U.S. Fish and Wildlife biologist Eric Spadgenske shared this close-up photo of an adult male Red-cockaded woodpecker. Note the red streak.

By Justin Averette

On the banks of the Coosa River, a threatened bird is holding its own with a little help from its friends.

The Red-cockaded Woodpecker is a small-to medium-sized bird that is black and white, except for a small red streak that males have on the side of their head.

Biologists and Alabma Power company employees check on the birds. Banding can only be done within a window of a few days each spring.

Before European settlement, as many as 1.5 million of the woodpeckers could be found all the way from Maryland to Texas and everywhere in between, according to the U.S. Fish and Wildlife Service.

However, destruction of the South’s longleaf pine forests — a tree the bird depends on — has reduced its population to vulnerable-for-extinction levels. There are an estimated 16,000 Red-cockaded woodpeckers in the wild today.

About 30 of the birds call the area around Lake Mitchell home on land owned by Alabama Power Company, the state’s Forever Wild program, John Hancock Timber Resource Group and a private individual.

Since a November 2004 tornado downed many of the trees the birds nested in, the power company, biologists and bird lovers have worked together to help the bird recoup.

U.S. Fish and Wildlife biologist Eric Spadgenske led a banding mission in May to help track the birds in his department’s ongoing conservation work.

“No other bird anywhere will have that number,” Spadgenske said while doing his work with the fragile fledglings.

Spadgenske works to band seven- and eight-day-old Red-cockaded woodpeckers to help keep tabs on them in conservation efforts.

Each bird gets an individual color as well as “cluster colors” to mark them as being from a specific family group.

Alabama Power Company also contracts with consulting biologist Mark Bailey to build artificial nests for the woodpeckers.

It’s not uncommon for the bird’s woodworking to be overtaken by larger woodpeckers, more aggressive birds like blue jays, flying squirrels or rat snakes.

The nests are cut out and then puttied up and painted to look like a natural tree cavity.

“They seem to be holding their own, but it’s a precarious population,” Bailey said.

The birds were about seven or eight days old during May’s banding. They will fledge at 26 days.

In a somewhat unique behavior for birds, some of the males will stick around to help raise their half-siblings and future generations, but they do not breed.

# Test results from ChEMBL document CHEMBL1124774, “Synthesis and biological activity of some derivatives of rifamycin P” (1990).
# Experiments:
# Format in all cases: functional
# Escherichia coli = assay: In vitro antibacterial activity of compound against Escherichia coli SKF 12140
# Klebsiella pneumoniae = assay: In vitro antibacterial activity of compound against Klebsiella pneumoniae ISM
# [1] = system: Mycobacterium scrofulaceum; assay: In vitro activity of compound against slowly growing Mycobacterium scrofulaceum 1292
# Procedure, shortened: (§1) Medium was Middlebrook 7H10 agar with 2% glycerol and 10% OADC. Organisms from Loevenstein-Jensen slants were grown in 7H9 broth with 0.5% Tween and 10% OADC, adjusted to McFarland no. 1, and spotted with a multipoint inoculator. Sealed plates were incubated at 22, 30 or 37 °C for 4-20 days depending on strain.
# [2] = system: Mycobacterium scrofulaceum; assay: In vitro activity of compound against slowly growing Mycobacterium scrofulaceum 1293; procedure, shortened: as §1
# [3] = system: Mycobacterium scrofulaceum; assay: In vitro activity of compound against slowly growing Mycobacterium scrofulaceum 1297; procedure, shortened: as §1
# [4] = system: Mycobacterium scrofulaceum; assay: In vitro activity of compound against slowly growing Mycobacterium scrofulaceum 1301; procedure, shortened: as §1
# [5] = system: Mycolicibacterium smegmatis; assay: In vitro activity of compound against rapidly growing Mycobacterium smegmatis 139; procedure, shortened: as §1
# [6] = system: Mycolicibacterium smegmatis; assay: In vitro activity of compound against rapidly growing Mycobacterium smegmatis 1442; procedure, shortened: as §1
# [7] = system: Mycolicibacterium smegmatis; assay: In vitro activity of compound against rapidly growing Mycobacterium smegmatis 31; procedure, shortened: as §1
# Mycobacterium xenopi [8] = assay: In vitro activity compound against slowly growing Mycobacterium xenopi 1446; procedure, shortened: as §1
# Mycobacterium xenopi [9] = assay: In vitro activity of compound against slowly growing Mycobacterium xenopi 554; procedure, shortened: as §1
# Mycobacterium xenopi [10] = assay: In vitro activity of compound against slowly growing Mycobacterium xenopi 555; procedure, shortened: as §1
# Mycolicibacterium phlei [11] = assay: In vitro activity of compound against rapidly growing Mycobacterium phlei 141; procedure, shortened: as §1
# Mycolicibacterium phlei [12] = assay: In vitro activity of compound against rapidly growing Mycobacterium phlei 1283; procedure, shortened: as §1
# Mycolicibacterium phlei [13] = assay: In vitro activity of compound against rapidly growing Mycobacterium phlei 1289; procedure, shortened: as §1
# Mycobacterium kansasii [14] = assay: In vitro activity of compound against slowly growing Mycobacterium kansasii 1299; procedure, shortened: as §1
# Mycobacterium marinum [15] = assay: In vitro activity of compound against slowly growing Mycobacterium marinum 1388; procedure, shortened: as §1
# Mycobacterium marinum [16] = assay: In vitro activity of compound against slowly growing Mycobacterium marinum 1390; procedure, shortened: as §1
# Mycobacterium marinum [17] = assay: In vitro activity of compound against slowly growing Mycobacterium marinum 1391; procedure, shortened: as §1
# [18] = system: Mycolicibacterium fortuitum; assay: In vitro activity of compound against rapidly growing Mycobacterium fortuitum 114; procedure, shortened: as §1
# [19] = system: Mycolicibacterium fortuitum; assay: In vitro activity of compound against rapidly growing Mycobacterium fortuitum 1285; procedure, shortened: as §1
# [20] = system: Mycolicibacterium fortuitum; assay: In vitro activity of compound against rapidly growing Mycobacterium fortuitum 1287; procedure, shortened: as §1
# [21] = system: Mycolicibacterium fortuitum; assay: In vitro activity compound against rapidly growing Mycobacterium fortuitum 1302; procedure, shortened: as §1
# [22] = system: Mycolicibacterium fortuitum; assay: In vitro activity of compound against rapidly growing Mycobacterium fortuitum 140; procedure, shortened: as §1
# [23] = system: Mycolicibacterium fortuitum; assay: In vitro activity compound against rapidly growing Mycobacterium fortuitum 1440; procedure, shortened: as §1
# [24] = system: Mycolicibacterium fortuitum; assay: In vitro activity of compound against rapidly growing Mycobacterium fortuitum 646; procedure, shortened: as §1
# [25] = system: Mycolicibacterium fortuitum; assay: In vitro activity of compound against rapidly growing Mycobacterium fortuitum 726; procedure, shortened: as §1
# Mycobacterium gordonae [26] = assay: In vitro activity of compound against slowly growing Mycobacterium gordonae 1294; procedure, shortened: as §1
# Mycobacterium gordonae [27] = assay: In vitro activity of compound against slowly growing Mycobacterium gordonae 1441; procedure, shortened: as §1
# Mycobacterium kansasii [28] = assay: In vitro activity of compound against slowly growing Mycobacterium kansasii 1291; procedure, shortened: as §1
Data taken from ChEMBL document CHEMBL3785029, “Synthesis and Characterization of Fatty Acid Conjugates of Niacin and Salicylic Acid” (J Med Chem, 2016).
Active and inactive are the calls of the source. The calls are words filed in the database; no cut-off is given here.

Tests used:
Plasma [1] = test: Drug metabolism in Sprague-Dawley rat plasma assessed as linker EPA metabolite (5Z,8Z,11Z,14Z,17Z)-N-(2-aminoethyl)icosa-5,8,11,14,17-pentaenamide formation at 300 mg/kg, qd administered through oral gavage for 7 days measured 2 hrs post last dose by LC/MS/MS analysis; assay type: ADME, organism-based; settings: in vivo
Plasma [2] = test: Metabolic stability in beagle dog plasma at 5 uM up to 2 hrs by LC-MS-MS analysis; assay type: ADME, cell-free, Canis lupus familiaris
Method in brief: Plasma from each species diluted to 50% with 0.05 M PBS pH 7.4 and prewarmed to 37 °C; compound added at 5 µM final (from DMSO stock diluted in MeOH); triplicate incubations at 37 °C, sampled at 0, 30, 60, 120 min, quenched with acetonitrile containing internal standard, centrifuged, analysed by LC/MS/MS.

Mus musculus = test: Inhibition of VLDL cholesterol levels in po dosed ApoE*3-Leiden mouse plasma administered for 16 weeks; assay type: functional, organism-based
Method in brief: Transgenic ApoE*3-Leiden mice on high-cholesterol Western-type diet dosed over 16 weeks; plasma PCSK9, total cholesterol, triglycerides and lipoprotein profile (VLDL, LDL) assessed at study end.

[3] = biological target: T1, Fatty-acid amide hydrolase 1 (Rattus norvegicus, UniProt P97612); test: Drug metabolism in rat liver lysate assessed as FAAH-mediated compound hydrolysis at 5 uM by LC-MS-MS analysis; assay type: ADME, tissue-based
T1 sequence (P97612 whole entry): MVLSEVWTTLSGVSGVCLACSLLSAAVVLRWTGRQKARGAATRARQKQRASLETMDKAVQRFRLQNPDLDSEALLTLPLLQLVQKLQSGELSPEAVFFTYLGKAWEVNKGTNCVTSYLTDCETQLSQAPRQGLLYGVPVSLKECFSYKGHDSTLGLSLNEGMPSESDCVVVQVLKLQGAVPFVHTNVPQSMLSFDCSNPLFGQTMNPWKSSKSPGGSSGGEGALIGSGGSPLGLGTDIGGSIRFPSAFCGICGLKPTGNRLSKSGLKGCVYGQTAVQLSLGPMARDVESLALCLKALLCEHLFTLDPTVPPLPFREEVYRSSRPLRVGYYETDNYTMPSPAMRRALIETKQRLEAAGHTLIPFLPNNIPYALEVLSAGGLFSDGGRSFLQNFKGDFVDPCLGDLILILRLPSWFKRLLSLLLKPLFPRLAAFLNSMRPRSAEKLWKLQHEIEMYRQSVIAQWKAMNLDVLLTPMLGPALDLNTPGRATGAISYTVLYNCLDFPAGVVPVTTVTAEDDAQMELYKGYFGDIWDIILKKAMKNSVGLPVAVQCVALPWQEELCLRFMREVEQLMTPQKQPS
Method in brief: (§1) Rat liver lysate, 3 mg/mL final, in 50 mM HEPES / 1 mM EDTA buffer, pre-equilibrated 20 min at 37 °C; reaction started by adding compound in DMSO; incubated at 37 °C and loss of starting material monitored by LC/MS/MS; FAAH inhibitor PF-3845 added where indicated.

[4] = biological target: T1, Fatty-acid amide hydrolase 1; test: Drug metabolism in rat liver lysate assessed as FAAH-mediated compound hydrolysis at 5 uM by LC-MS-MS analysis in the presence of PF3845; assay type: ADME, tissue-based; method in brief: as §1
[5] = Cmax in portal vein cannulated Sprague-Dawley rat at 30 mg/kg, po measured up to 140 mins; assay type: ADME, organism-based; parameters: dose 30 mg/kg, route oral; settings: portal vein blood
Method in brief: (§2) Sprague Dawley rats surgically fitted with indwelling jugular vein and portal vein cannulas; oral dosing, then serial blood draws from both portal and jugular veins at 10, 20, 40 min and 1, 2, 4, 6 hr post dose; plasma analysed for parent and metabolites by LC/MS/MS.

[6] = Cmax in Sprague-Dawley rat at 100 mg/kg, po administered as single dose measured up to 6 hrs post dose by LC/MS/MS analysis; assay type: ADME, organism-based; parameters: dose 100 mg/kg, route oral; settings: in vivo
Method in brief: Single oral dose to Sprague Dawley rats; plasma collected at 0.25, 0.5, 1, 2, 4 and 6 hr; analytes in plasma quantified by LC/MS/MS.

Up to 10 birds can be found in this cooperative group, but only one breeding pair.

Unlike the males, the females are pushed out to find their own group, and many unfortunately die in the process, Spadgenske said.

The birds like old longleaf pines forests for many reasons—not the least being they are great for excavating nests.

“The bird needs old trees, 80 years or more, so it can excavate a cavity into the tree,” Spadgenske said.

The woodpecker also uses the tree’s sap as a defense mechanism against snakes. The bird drills holes into the tree, causing sap to run down the bark, stopping snakes from climbing up into its nests.

Biologists have helped the birds some recently by wrapping the base of trees with nests in aluminum foil, which also keeps the snakes at bay.

Along with building artificial nests and helping ward off predators, Alabama Power has also worked to restore the bird’s habitat to its original look. The bird likes open, park-like forests.

Islands that were once so overgrown they looked like a small jungle have been cleared and are often burned to reduce the midstory.

Spadgenske said the park-like conditions resemble what Alabama would have looked like before settlement, when wildfires were allowed to burn by Native Americans.

The fires help the trees, and the open habitat is good for not only the woodpeckers, but also many of other species, like bobwhite quail, wild turkey, white-tailed deer and fox.

Spadgenske also credits Alabama Power for the work they do.

The company is required to help preserve endangered species in its license to operate the dam, but Spadgenske said the company goes “above and beyond.”

“They have done a tremendous job. This is a phenomenal habitat,” he said. “This is a success story, absolutely.”